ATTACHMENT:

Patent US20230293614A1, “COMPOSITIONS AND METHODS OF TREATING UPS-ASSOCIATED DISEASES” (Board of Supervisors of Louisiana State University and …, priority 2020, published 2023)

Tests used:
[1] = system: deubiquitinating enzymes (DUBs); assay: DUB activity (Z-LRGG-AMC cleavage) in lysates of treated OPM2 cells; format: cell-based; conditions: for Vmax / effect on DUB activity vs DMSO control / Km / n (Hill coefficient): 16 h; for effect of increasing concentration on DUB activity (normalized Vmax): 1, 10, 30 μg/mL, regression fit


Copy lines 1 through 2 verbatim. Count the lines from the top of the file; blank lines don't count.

Patent US20230293614A1, “COMPOSITIONS AND METHODS OF TREATING UPS-ASSOCIATED DISEASES” (Board of Supervisors of Louisiana State University and …, priority 2020, published 2023)

Tests used: